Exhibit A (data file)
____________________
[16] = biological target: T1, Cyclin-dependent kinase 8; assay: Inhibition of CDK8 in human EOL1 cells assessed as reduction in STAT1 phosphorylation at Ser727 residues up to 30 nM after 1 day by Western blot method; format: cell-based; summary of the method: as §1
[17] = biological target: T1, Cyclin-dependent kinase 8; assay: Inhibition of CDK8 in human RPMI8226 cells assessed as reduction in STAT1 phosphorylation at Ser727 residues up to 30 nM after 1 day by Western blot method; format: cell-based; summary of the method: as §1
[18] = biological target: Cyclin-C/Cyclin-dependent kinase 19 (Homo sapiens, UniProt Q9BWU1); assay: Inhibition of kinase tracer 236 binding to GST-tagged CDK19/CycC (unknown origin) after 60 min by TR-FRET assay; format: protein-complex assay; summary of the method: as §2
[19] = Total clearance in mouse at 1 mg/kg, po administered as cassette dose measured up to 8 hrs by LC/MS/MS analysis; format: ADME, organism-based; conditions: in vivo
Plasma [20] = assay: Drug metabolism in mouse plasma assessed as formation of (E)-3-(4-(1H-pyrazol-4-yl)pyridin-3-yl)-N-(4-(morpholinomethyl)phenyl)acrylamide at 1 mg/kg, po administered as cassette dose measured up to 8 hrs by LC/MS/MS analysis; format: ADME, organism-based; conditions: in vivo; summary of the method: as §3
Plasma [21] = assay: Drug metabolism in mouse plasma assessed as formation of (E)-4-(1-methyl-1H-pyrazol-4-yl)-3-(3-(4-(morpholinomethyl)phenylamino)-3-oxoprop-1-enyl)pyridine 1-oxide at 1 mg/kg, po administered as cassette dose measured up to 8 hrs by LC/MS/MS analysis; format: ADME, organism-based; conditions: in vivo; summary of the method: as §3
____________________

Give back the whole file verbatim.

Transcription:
[16] = biological target: T1, Cyclin-dependent kinase 8; assay: Inhibition of CDK8 in human EOL1 cells assessed as reduction in STAT1 phosphorylation at Ser727 residues up to 30 nM after 1 day by Western blot method; format: cell-based; summary of the method: as §1
[17] = biological target: T1, Cyclin-dependent kinase 8; assay: Inhibition of CDK8 in human RPMI8226 cells assessed as reduction in STAT1 phosphorylation at Ser727 residues up to 30 nM after 1 day by Western blot method; format: cell-based; summary of the method: as §1
[18] = biological target: Cyclin-C/Cyclin-dependent kinase 19 (Homo sapiens, UniProt Q9BWU1); assay: Inhibition of kinase tracer 236 binding to GST-tagged CDK19/CycC (unknown origin) after 60 min by TR-FRET assay; format: protein-complex assay; summary of the method: as §2
[19] = Total clearance in mouse at 1 mg/kg, po administered as cassette dose measured up to 8 hrs by LC/MS/MS analysis; format: ADME, organism-based; conditions: in vivo
Plasma [20] = assay: Drug metabolism in mouse plasma assessed as formation of (E)-3-(4-(1H-pyrazol-4-yl)pyridin-3-yl)-N-(4-(morpholinomethyl)phenyl)acrylamide at 1 mg/kg, po administered as cassette dose measured up to 8 hrs by LC/MS/MS analysis; format: ADME, organism-based; conditions: in vivo; summary of the method: as §3
Plasma [21] = assay: Drug metabolism in mouse plasma assessed as formation of (E)-4-(1-methyl-1H-pyrazol-4-yl)-3-(3-(4-(morpholinomethyl)phenylamino)-3-oxoprop-1-enyl)pyridine 1-oxide at 1 mg/kg, po administered as cassette dose measured up to 8 hrs by LC/MS/MS analysis; format: ADME, organism-based; conditions: in vivo; summary of the method: as §3